Individual Emotional Support

survivors

Peer-to-Peer Friendship
The key to our approach to healing is based upon finding common ground in relationships. Our approach provides the opportunity for survivors to come together with their peers to find comfort and healing in a judgement-free environment. Unlike a traditional mentorship model, our approach is grounded in a team perspective in which we believe that every survivor brings a unique and valuable perspective to the group. We believe this approach offers the new survivor a safe and understanding sounding board while, at the same time, helping the more experienced survivor progress in her or his own healing processes.

“Forget-Me-Not” Outreaches
Special Ops Survivors recognizes that after the memorials are over, even the most well-intentioned family, friends, and neighbors go back to their everyday lives – sometimes leaving survivors feeling forgotten and alone. Our mission is to let surviving spouses know they are not alone. We do this by sending personal outreaches to our survivors throughout the year to let them know that they remain in our thoughts and hearts.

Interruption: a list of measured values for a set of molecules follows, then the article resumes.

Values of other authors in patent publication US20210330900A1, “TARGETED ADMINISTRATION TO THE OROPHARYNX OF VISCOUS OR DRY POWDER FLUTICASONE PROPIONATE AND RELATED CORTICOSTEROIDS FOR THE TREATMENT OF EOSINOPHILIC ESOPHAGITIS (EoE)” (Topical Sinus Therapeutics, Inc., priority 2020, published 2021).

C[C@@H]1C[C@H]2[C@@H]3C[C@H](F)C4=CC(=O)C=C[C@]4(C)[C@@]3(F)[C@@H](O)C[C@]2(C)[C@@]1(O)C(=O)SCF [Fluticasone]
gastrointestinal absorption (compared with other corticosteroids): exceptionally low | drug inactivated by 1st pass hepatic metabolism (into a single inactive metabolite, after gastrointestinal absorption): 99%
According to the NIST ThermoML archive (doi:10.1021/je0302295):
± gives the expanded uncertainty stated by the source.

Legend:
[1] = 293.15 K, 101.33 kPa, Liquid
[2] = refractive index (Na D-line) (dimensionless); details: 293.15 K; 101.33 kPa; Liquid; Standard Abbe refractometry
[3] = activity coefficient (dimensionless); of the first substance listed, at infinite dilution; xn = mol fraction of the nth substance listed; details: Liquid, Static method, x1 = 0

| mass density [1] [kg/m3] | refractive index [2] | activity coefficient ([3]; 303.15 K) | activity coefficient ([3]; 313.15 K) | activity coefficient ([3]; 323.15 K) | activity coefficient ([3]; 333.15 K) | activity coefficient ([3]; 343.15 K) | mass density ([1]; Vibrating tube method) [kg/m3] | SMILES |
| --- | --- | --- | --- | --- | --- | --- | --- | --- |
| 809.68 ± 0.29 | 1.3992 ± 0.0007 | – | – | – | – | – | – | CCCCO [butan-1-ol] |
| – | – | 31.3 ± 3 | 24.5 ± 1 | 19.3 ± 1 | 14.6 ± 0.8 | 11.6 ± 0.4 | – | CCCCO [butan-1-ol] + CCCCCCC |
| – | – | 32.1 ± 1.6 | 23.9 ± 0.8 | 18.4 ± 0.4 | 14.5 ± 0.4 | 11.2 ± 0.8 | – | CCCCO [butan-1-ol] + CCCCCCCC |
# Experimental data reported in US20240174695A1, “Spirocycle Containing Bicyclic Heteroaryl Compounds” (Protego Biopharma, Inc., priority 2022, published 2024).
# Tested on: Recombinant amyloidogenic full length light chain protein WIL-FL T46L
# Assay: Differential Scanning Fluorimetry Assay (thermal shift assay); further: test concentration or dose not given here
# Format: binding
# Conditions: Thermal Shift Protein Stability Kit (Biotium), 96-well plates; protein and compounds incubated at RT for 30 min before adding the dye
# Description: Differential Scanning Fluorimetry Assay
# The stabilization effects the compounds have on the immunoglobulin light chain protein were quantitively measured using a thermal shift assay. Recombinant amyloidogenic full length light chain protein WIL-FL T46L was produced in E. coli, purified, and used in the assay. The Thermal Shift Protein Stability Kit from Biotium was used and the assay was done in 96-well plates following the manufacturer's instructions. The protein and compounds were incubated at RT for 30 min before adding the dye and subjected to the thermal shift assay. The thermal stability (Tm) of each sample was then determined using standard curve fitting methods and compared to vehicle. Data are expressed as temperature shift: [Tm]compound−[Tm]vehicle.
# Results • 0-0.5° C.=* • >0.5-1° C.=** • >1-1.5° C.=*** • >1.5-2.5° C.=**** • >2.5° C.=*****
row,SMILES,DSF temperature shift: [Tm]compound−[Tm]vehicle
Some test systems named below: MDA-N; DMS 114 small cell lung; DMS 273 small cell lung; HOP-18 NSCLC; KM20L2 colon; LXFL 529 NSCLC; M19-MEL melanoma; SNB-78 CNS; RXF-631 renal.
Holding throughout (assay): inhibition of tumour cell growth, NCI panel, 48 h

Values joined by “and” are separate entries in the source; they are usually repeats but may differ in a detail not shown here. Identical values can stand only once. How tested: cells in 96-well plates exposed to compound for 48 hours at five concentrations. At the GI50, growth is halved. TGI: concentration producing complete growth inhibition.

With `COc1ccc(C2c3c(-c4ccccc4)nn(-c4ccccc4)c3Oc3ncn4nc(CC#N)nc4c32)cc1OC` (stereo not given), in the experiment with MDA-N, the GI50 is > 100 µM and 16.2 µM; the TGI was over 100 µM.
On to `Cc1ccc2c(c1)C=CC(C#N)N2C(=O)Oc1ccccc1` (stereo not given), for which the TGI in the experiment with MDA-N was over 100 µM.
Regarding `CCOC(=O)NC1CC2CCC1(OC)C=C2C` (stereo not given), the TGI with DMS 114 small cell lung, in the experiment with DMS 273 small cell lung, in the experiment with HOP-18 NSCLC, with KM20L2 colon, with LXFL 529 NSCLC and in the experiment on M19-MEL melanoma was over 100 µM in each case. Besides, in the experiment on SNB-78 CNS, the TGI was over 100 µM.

Other outreach activities take place throughout the year based on our survivors’ needs – whether it be celebrating a birthday, remembering the anniversary of a spouse’s death, letting someone know we are thinking about them when they are ill, or welcoming the birth of a baby.

Survivor Transition Assistance Recovery Team (START)
Special Ops Survivors understands that in the immediate days and weeks following a casualty notification, the new surviving spouse can become overwhelmed with the barrage of information and decisions that need to be made. The new survivor might not know anyone else who has been in a similar situation, a person who could make all the difference in the world during this difficult time. Upon request, we can provide seasoned survivor liaisons to the new survivor to lend dedicated emotional support during this period of transition. All of our survivors liaisons undergo training in bereavement counseling and must have a minimum of two years to grieve their own spouse’s death prior to becoming a liaison.

 

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